Two years ago, in 2018, I succeeded at my New Year’s Resolution. I remember that last year I didn’t make one, but two years ago was the first time I succeeded, and it was such an honest and life-changing resolution that I didn’t need to make one. This year, if I make a resolution, I’ll likely just continue on the trend from my two years ago, and connect that vulnerability with my faith.
I resolved to be more vulnerable. I took incremental and daily efforts to reveal painful life details to friends and loved ones about my childhood and experiences. Every day, I worked a little more towards becoming a more vulnerable person instead of a stoic person that didn’t reveal emotions. I became open and honest about when I was suffering and not doing well, which is a lot more often than I’d like to admit.
And each day that I put about an effort towards my resolution, it was a struggle. But it was a manageable and productive struggle. I will always remember the time, 3:44 a.m. on October 5, 2017, when I sent a letter to my Cross Country team that allowed me to opened up about traumatic struggles my family went through when I went through as a kid — and as this is still the Internet, I can’t go into detail about the contents of that article. My index finger hovered over the “enter” button on my computer for fifteen minutes, wondering whether the best course of action was to delete the whole letter entirely or send it.
On a whim, against the impulses of everything telling me not to send it and keep those struggles hidden, I hit the button. And my entire life changed for the better. My Cross Country team texted, hugged, and praised me with unconditional support. I cried most of the next day, and at that moment I was at peace and felt like, finally for a moment, I had nothing left to hide.
To this day, I felt like it was the best decision I’ve ever made. My decision was a factor in setting off some of my teammates’ vulnerability in opening up about their own experiences and things they were struggling with, whether that was losing someone close to them or a mental health struggle they were battling.
That decision helped set off a chain of events that allowed me to share the letter with more people, and every day I either shared the letter with another friend I trusted or talked more about it and how I was feeling about having all of the most personal and painful details about myself and family out there.
Previous years included resolutions like everyone else, like becoming more fit or getting better grades. I forgot about those resolutions within a week or two. I can’t even tell you what my New Year’s Resolutions were in 2017, 2016, or 2015.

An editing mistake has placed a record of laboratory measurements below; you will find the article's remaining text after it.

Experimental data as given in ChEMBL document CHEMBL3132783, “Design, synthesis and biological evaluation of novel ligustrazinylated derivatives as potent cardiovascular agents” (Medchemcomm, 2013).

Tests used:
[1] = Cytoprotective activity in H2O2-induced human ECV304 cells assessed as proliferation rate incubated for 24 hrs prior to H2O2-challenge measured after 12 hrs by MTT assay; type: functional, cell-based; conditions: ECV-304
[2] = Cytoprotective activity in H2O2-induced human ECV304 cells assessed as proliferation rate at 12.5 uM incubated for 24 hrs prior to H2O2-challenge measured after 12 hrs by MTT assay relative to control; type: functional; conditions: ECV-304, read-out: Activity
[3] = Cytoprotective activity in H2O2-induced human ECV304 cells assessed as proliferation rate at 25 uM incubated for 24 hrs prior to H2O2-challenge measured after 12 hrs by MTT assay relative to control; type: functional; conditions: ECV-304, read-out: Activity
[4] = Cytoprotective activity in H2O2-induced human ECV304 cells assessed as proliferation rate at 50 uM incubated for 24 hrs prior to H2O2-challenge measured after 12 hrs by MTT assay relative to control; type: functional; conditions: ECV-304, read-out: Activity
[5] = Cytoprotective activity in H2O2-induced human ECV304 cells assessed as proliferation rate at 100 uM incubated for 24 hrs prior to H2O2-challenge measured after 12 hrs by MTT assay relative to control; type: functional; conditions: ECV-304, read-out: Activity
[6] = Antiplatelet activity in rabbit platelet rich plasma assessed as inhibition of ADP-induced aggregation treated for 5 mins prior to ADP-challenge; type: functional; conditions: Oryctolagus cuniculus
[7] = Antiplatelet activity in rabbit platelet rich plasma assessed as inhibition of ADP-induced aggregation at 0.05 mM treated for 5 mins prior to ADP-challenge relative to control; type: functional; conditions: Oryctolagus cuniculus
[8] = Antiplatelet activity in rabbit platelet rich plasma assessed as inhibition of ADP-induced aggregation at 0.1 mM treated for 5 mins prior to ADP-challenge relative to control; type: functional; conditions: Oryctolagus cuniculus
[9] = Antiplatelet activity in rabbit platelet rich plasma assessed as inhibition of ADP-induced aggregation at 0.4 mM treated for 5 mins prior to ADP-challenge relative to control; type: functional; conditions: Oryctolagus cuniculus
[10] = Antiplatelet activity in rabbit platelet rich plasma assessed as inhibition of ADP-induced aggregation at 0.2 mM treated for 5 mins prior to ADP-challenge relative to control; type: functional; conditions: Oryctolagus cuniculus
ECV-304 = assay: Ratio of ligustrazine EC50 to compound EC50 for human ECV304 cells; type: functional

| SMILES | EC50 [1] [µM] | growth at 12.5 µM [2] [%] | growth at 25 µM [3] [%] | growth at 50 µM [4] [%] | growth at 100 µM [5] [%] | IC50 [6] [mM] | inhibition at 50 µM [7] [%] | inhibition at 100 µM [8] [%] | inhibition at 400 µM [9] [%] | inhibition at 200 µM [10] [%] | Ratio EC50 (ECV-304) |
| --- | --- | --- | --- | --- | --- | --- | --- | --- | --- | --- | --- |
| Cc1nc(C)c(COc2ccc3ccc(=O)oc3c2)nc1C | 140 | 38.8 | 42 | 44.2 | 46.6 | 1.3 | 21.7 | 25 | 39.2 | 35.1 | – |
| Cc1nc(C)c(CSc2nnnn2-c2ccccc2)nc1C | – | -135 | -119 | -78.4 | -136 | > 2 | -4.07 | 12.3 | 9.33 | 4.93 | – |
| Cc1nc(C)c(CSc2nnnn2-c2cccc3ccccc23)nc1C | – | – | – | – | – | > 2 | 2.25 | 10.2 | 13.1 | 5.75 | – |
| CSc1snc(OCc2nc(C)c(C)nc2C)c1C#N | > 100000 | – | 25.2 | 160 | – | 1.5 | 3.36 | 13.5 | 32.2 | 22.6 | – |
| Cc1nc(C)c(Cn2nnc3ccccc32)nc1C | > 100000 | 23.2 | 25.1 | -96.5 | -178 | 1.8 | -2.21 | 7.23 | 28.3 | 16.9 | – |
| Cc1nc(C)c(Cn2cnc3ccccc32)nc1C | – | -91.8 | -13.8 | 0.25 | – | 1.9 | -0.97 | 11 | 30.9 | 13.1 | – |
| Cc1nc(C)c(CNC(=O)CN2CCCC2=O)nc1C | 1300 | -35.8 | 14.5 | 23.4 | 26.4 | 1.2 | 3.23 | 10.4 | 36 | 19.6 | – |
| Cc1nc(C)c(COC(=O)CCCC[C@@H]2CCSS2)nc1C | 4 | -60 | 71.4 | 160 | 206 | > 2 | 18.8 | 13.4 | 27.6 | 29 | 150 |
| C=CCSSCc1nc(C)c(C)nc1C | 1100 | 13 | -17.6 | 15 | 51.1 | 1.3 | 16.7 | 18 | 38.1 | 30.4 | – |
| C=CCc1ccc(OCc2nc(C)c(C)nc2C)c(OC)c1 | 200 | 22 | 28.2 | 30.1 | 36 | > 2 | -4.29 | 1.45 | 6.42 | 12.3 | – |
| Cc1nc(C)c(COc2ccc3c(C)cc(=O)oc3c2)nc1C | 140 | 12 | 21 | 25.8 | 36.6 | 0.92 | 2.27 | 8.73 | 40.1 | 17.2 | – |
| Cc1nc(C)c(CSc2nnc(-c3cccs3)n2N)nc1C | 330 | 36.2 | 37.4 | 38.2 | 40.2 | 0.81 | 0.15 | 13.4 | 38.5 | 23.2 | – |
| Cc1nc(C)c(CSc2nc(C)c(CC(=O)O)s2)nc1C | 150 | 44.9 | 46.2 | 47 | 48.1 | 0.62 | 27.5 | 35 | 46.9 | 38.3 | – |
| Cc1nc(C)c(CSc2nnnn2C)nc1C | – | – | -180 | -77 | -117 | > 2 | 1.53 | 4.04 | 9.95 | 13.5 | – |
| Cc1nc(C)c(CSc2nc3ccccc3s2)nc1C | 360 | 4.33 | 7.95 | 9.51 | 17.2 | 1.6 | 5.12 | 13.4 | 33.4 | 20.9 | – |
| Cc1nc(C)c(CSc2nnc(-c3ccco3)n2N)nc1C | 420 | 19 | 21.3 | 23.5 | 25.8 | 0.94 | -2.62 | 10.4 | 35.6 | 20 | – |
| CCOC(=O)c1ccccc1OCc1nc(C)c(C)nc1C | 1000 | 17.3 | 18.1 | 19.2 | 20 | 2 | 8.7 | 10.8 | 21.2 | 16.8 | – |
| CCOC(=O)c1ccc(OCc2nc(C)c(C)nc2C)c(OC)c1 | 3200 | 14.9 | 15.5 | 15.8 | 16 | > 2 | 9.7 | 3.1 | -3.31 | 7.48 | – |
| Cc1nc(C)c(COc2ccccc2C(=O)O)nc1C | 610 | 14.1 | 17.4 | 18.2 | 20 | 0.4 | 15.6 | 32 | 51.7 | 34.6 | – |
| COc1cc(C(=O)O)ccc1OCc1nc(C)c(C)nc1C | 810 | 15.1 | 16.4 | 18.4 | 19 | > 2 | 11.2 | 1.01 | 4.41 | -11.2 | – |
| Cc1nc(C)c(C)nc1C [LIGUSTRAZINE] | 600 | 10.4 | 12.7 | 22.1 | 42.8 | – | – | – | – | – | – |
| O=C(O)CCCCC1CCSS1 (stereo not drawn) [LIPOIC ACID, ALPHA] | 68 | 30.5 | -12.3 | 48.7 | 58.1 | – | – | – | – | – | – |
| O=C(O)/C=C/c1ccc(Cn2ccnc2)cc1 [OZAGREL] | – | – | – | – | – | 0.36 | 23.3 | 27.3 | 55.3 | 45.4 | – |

I’ve read a lot of articles urging readers that we don’t have to make New Year’s Resolutions because we’re enough as we are now. And I agree. I don’t think you should make a New Year’s Resolution like going to the gym or getting better grades because you are enough right now — and if you’re going to make one, make one that’ll help you grow, not change. Make a resolution a stepping stone to double down on efforts you’ve already been taking to improve.
Part of why it was so impactful for me was because I had already been working on it before I made a resolution — a lot. In fact, how I reflected on the success of my days was how vulnerable I was able to be. It became a deeply engrained, part of my life and my identity. It was my biggest source of pride when I thought about the things I was most grateful for — because my strength in being vulnerable made me more at peace than anything else in my life.
My 2018 resolution was meaningful, impactful, and above all, it mattered, because it was a lot more than a New Year’s Resolution.
You’re going to wake up on January 1, 2020 the same person you were before. A resolution isn’t going to completely change or overhaul your life, and you shouldn’t expect it to. A resolution is meant to build upon and double down on something great in your life that you’re already doing. A New Year’s Resolution matters when it acknowledges your strengths and things you’re already doing great, and if you’re having trouble searching for that thing, keep looking. Ask the people you love if you need help.
No you’re not perfect. No one is. But you’re doing a lot of things well, and a lot of things right. And you shouldn’t make a resolution that denies the fact that you are enough.
So in 2020, make a resolution that builds on something you’ve already been working on. Make a resolution that matters.